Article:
Madame "Banque mondiale" in DRC
Marie Francoise Marie-Nelly moved to Kinshasa in May 2008, just 14 months after the World Bank’s Country Manager in the Democratic Republic of Congo (DRC) had to be evacuated in an armored UN vehicle under a barrage of bullets. By becoming the first resident Country Director there, she gained the respect of her governmental counterparts and a chance to watch the Bank’s portfolio more closely. To the street children who recognize her car, she became simply “Madame Banque Mondiale”.
Marie-Nelly, who was born in Martinique and educated in France, is happy to put a human face on the institution even if it means living with guards around the clock and having a chauffeur who doubles as a bodyguard. Showing leadership is an important part of the battle to promote change in the way World Bank business is done in the DRC. The DRC is one of 17 countries receiving support for country-wide governance and anti-corruption work from the Governance Partnership Facility (see list of “Window 1” projects).
Marie-Nelly now has a good understanding of the history and culture of the country and takes a longer view on systemic corruption, entrenched under President Mobutu. “It’s an old problem, therefore it will not be solved overnight. We need to establish principles first. The challenge is to avoid both complacency, and being perceived as minding other people’s business. It’s a constant balancing act”.
She holds monthly meetings with the heads of Project Implementation Units so that they feel compelled to perform at a higher standard, and has invited INT to talk to them in the past to stress the importance of ethical values. She has witnessed nepotism even at ministerial levels, and suspects widespread cheating on expense accounts in certain circles.
Lack of capacity, transparency and organization defeats the best efforts
But more than corruption, it’s the lack of governance that worries her in the DRC. “I see how ineffectively investment choices are made and how poorly decisions are carried out by the administration. It’s connected to a lack of capacity, transparency and organization that defeats the best efforts.” The size of the country – the third largest in Africa – compounds the difficulty of achieving results on a meaningful scale in a state weakened by invasions and civil wars.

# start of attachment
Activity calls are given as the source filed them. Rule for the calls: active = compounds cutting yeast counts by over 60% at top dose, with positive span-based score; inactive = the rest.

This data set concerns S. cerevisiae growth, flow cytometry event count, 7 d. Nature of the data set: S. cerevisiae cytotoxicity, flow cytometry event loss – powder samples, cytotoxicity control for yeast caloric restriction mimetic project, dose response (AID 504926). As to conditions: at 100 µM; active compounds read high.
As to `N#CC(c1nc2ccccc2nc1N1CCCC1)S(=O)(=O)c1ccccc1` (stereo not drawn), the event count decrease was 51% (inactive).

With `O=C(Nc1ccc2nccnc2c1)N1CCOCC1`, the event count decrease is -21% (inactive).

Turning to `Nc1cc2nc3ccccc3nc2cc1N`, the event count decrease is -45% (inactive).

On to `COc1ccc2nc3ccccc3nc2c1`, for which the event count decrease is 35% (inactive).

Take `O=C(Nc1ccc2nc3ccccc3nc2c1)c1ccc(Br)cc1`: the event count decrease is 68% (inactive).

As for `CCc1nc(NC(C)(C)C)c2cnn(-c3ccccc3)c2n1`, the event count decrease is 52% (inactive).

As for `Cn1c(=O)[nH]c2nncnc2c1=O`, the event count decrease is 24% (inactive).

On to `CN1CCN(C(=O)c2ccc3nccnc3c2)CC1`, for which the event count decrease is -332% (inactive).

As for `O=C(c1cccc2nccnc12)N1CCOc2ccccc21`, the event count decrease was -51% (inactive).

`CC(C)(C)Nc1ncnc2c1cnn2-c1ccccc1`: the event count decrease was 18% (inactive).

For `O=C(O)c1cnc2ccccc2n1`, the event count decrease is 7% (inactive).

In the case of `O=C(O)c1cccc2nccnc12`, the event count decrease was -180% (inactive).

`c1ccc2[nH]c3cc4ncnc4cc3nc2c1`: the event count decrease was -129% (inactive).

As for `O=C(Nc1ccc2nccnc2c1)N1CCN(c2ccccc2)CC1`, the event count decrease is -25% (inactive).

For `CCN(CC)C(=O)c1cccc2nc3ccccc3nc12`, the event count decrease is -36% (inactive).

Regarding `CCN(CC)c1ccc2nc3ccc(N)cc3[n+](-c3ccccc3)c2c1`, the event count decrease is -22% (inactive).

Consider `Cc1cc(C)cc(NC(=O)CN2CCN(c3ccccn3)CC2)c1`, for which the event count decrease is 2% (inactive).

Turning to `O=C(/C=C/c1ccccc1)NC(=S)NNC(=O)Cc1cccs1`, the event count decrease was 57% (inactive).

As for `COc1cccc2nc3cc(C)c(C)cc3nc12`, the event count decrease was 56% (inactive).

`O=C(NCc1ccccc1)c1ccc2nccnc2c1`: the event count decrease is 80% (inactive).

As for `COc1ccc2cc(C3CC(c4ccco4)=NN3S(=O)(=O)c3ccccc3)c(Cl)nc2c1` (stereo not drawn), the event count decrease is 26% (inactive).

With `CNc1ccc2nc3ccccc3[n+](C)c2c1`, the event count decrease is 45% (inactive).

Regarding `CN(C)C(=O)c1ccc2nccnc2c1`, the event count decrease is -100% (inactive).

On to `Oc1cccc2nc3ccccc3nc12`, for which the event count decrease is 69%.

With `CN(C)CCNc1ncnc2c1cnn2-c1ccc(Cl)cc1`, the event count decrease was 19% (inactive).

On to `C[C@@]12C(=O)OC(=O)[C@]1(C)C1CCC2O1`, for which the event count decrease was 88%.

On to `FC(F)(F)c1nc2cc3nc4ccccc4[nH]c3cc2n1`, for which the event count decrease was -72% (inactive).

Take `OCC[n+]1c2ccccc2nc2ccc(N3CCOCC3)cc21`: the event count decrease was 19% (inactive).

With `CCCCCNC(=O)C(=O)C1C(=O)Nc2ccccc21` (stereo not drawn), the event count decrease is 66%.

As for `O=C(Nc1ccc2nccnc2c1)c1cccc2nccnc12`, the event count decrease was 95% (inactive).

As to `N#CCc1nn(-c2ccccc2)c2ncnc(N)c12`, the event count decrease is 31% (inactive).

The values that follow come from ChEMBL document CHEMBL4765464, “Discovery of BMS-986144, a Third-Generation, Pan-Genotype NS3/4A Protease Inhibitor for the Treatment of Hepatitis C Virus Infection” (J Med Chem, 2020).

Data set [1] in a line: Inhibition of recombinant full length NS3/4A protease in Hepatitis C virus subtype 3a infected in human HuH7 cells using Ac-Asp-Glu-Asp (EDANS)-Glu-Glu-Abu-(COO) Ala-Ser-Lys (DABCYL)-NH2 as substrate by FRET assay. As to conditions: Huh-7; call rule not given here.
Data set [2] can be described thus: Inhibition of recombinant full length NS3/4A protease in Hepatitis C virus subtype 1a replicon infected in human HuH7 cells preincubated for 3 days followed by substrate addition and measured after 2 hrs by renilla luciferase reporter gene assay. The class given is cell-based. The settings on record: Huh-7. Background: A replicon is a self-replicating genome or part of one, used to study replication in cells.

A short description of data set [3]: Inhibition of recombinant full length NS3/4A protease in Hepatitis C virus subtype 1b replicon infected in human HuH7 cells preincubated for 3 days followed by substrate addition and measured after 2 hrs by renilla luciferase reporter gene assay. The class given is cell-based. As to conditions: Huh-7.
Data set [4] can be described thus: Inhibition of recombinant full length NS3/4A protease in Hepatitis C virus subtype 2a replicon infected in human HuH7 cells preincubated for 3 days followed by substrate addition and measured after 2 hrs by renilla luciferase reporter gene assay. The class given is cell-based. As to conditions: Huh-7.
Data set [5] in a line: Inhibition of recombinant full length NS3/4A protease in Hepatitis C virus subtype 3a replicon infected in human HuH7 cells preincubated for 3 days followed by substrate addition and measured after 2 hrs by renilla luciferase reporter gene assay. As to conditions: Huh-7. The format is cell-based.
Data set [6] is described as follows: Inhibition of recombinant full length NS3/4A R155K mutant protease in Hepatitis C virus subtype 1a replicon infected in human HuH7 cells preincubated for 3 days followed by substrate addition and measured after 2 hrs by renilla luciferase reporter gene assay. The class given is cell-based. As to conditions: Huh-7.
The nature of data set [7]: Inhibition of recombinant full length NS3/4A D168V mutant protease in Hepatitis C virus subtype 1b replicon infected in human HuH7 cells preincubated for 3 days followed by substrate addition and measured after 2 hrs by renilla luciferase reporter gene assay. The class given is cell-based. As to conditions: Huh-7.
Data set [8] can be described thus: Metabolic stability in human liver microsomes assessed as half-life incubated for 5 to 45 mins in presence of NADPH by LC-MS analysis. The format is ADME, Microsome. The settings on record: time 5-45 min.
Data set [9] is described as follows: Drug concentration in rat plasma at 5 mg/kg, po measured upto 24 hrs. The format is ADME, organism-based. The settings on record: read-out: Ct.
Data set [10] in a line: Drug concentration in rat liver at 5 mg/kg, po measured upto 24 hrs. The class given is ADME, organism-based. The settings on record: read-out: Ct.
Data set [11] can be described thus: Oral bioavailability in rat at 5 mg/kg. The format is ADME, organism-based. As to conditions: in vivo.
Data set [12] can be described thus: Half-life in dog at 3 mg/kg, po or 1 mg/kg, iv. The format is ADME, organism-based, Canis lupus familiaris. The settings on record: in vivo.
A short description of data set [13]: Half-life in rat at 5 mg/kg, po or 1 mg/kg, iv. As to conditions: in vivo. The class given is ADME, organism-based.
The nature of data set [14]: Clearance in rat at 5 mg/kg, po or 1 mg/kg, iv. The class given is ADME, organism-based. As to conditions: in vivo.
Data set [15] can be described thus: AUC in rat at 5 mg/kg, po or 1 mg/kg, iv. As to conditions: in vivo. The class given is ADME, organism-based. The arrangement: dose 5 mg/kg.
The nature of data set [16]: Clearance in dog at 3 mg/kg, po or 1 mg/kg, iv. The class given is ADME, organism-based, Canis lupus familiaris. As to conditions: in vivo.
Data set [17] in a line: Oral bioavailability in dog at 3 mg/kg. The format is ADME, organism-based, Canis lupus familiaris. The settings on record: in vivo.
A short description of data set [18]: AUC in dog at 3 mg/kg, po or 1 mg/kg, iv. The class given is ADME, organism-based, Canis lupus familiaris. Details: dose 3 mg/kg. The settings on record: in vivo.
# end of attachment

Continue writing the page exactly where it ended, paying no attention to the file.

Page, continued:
The first batch of emergency multi-sectoral projects, which were approved after a peace deal in 2001, will close in a few years, giving the Bank an opportunity to refocus its efforts on a smaller number of sectors. “We’re currently in 12 sectors. That’s too many,” says Marie-Nelly. “We’re not here to deliver projects for projects’ sake. We have to move toward a more strategic, sectoral approach and think about making our contributions more sustainable”.
Drawing on political economy assessments for more effective projects
Understanding the political economy of selected sectors is crucial to improving the Bank’s impact in a more limited number of sectors. Analysis of key players can help explain why certain projects have been stalled, and inform project preparation beyond basic procurement and financial arrangements. For example, mapping different stakeholder interests will help design and position more effectively a small mining project in the Katanga province.. An analysis of conflicting interests in the road sector will help tackle the question of road maintenance in a more durable and systematic way. Forestry is another area where political economy assessments are already helping shape operations.
“Traditionally this kind of work was not part of project preparation,” says Tony Verheijen, the governance specialist who leads the DRC’s countrywide governance and anti-corruption efforts financed by a $3 million GPF grant. “But Task Team Leaders are now convinced of the usefulness of taking a detailed look at who’s who in their sector. In a country like the DRC it’s very difficult to carry through a project without in-depth understanding of the competing interests and the local, provincial and central levels of power. I hope that once the GPF project is over, political analysis will be so instilled, it will become automatic. Luckily, we have a Country Director who is not afraid of pushing her team to accept this logic”.
--published March 15, 2010
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